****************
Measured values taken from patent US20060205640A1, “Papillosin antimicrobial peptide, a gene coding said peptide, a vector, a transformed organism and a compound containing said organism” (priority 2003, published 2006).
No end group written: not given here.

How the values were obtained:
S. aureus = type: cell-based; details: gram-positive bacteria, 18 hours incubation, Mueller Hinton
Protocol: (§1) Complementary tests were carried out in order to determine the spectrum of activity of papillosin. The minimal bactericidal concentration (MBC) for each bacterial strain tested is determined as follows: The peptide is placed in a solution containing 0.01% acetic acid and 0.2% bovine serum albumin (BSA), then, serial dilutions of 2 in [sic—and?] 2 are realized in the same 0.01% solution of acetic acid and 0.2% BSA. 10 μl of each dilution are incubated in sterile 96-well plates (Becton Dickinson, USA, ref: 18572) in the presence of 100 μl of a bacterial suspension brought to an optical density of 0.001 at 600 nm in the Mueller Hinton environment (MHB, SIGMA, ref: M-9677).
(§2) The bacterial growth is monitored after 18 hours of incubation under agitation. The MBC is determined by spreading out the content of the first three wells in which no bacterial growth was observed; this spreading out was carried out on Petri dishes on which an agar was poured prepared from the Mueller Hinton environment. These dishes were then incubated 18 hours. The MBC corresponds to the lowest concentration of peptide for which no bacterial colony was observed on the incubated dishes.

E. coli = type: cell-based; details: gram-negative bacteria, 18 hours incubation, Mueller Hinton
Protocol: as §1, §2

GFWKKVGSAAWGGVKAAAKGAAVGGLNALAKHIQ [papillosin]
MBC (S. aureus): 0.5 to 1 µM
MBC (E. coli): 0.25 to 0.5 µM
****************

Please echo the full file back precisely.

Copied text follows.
Measured values taken from patent US20060205640A1, “Papillosin antimicrobial peptide, a gene coding said peptide, a vector, a transformed organism and a compound containing said organism” (priority 2003, published 2006).
No end group written: not given here.

How the values were obtained:
S. aureus = type: cell-based; details: gram-positive bacteria, 18 hours incubation, Mueller Hinton
Protocol: (§1) Complementary tests were carried out in order to determine the spectrum of activity of papillosin. The minimal bactericidal concentration (MBC) for each bacterial strain tested is determined as follows: The peptide is placed in a solution containing 0.01% acetic acid and 0.2% bovine serum albumin (BSA), then, serial dilutions of 2 in [sic—and?] 2 are realized in the same 0.01% solution of acetic acid and 0.2% BSA. 10 μl of each dilution are incubated in sterile 96-well plates (Becton Dickinson, USA, ref: 18572) in the presence of 100 μl of a bacterial suspension brought to an optical density of 0.001 at 600 nm in the Mueller Hinton environment (MHB, SIGMA, ref: M-9677).
(§2) The bacterial growth is monitored after 18 hours of incubation under agitation. The MBC is determined by spreading out the content of the first three wells in which no bacterial growth was observed; this spreading out was carried out on Petri dishes on which an agar was poured prepared from the Mueller Hinton environment. These dishes were then incubated 18 hours. The MBC corresponds to the lowest concentration of peptide for which no bacterial colony was observed on the incubated dishes.

E. coli = type: cell-based; details: gram-negative bacteria, 18 hours incubation, Mueller Hinton
Protocol: as §1, §2

GFWKKVGSAAWGGVKAAAKGAAVGGLNALAKHIQ [papillosin]
MBC (S. aureus): 0.5 to 1 µM
MBC (E. coli): 0.25 to 0.5 µM